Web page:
Today Bricktonians enjoy the picturesque view of Forge Pond from the park on the west side of Route 70. The trees, once harvested to produce charcoal for the forge, have grown back. The Laurel is growing again. Turtles, black snakes and other wildlife inhabits the pond. The winding Metedeconk River provides a link from its beginnings in western New Jersey through Lake Shanandoah to State Highway 70 and beyond.
The town was named for Joseph W. Brick, the proprietor of Bergen Iron Works and the areas most prominent citizen. Mr. Brick operated Bergen Iron Works, which was located in present day Lakewood Township, from 1833 until his death in 1847.
When Brick Township was created it included an area extending from the eastern boundary of Jackson Township to the west the Atlantic Ocean to the east from Monmouth County on the north to Dover Township on the south.
Midstream rental....just the facts
Midstream rental is located directly on the water at the Metedeconk river in ocean county close to the Jersey shore.
The Metedeconk River flows from its North Branch and its South Branch to their confluence at Forge Pond, where the river then widens up to just over 1 mile and flows southeast for 6 miles into the Barnegat Bay. It contains both fresh and salt-water portions. Like many area streets, waterways and towns, Metedeconk is the original word or phrase used by the pre-European peoples of the area, the Lenape.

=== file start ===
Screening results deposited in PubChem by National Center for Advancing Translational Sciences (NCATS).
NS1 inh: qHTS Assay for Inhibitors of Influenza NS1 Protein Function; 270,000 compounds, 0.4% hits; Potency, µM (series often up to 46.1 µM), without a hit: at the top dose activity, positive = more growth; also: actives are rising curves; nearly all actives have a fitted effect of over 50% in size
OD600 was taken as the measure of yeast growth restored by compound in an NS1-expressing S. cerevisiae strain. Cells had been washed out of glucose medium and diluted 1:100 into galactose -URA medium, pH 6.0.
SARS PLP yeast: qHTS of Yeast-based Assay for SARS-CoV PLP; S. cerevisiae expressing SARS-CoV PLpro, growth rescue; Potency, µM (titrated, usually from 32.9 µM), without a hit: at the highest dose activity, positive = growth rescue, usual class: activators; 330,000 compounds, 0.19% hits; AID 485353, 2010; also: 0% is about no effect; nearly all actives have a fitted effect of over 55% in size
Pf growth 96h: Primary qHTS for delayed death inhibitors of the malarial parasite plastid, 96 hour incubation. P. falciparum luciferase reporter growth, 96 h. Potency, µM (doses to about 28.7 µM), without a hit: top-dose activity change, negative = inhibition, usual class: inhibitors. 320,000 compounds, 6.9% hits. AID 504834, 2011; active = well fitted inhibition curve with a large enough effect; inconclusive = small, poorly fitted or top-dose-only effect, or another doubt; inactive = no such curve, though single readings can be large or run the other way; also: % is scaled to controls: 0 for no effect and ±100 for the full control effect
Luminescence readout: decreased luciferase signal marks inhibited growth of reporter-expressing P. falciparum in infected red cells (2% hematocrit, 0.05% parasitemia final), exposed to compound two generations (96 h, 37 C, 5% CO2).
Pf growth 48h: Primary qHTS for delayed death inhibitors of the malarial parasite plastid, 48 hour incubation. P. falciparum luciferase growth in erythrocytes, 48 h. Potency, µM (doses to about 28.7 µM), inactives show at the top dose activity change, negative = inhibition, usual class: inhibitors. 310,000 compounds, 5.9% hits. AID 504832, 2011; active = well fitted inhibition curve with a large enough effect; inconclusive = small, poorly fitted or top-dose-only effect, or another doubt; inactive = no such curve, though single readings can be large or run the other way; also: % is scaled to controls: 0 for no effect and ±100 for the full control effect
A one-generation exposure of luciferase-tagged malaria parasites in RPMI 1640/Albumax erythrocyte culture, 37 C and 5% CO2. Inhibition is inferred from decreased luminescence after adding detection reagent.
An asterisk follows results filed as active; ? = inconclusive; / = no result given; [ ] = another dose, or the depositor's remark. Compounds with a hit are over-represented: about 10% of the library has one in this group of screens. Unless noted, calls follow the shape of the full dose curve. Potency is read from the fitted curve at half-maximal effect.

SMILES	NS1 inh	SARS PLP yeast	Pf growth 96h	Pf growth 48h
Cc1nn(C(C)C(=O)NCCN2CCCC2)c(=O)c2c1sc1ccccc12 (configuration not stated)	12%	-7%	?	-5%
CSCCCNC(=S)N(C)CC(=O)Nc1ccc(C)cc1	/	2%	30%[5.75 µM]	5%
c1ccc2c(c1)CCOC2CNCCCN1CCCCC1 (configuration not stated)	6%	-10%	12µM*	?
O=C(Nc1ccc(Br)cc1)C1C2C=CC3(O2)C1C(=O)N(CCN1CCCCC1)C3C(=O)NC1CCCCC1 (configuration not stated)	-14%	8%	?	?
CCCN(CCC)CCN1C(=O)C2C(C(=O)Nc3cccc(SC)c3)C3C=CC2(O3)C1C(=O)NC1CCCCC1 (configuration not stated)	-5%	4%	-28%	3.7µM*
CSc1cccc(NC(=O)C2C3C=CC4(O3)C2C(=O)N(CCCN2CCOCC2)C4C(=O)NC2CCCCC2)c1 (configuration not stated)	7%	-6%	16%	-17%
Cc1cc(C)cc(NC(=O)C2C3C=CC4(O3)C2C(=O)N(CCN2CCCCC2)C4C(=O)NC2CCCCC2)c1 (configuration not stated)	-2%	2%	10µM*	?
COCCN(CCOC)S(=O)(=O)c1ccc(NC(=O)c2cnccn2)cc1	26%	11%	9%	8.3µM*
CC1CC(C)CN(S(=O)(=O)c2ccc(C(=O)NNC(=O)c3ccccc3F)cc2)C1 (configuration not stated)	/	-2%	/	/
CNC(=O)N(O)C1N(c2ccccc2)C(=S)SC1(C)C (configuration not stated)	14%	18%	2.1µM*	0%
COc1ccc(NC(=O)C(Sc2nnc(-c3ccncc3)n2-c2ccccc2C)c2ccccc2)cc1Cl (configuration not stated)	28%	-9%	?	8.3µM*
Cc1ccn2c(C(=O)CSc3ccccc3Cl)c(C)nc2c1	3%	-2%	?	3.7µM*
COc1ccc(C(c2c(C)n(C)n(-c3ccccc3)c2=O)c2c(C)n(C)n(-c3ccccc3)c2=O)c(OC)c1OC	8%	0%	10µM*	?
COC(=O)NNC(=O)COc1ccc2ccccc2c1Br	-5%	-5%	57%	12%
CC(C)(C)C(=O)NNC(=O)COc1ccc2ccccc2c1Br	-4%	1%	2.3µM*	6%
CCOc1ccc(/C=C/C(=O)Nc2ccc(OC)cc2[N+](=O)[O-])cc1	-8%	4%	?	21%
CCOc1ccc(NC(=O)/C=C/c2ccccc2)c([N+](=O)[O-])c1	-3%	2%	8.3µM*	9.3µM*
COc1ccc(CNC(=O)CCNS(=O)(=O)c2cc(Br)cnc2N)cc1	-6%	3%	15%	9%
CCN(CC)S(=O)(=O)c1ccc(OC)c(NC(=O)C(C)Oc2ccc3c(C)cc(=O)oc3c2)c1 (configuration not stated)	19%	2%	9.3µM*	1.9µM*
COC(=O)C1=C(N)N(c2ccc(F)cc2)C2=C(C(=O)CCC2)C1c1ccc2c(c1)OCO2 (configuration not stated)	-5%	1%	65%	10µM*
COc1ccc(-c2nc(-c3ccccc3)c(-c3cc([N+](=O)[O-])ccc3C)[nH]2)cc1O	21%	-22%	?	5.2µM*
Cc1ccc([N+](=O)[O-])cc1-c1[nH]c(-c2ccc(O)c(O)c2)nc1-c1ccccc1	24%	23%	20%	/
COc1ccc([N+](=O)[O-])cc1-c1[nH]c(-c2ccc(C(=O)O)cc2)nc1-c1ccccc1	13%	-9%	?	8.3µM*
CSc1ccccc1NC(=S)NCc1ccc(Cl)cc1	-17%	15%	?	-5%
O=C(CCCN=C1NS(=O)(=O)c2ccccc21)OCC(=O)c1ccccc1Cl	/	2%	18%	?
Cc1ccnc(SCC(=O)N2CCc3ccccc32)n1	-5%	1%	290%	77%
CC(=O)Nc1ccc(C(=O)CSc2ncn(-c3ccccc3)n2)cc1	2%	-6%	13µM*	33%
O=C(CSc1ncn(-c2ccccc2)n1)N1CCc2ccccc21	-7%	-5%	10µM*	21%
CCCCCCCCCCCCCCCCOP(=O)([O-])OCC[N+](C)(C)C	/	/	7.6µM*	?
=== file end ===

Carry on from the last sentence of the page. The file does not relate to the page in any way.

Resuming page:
At its most eastern face the river meets the Island Beach, a populated but narrow strip less than 1 mile separating the Metedeconk from a direct connection with the Atlantic Ocean. Here, the river joins the Barnegat Bay to the south and the narrow, man-made Point Pleasant Canal to the north. This canal provides a convenient connection to the Manasquan River, which would otherwise be completely separated from the Metedeconk by about 3 miles of land. The Manasquan River is directly connected to the Atlantic Ocean, as is Barnegat Bay.